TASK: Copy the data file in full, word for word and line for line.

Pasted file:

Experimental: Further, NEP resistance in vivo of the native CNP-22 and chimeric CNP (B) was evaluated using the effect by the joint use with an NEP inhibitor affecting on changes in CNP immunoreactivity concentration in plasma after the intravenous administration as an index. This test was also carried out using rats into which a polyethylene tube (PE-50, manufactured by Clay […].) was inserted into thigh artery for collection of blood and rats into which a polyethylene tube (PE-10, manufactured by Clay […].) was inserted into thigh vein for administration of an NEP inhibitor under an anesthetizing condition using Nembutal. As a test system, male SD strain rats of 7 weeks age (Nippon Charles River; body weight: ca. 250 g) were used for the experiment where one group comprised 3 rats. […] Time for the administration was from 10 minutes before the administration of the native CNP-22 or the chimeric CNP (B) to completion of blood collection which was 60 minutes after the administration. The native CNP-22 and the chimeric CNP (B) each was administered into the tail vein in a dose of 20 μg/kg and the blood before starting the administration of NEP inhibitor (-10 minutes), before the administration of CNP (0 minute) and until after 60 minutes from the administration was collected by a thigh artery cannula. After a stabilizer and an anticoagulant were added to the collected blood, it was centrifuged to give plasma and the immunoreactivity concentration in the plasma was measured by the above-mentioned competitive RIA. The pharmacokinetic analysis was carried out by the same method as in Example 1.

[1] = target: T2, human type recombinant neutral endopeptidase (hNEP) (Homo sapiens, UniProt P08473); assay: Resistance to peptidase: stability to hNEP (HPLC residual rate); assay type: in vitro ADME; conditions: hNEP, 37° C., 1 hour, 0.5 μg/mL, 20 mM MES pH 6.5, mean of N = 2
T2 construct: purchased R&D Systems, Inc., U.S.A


Experimental: Further, NEP resistance in vivo of the native CNP-22 and chimeric CNP (B) was evaluated using the effect by the joint use with an NEP inhibitor affecting on changes in CNP immunoreactivity concentration in plasma after the intravenous administration as an index. This test was also carried out using rats into which a polyethylene tube (PE-50, manufactured by Clay […].) was inserted into thigh artery for collection of blood and rats into which a polyethylene tube (PE-10, manufactured by Clay […].) was inserted into thigh vein for administration of an NEP inhibitor under an anesthetizing condition using Nembutal. As a test system, male SD strain rats of 7 weeks age (Nippon Charles River; body weight: ca. 250 g) were used for the experiment where one group comprised 3 rats. […] Time for the administration was from 10 minutes before the administration of the native CNP-22 or the chimeric CNP (B) to completion of blood collection which was 60 minutes after the administration. The native CNP-22 and the chimeric CNP (B) each was administered into the tail vein in a dose of 20 μg/kg and the blood before starting the administration of NEP inhibitor (-10 minutes), before the administration of CNP (0 minute) and until after 60 minutes from the administration was collected by a thigh artery cannula. After a stabilizer and an anticoagulant were added to the collected blood, it was centrifuged to give plasma and the immunoreactivity concentration in the plasma was measured by the above-mentioned competitive RIA. The pharmacokinetic analysis was carried out by the same method as in Example 1.

[1] = target: T2, human type recombinant neutral endopeptidase (hNEP) (Homo sapiens, UniProt P08473); assay: Resistance to peptidase: stability to hNEP (HPLC residual rate); assay type: in vitro ADME; conditions: hNEP, 37° C., 1 hour, 0.5 μg/mL, 20 mM MES pH 6.5, mean of N = 2
T2 construct: purchased R&D Systems, Inc., U.S.A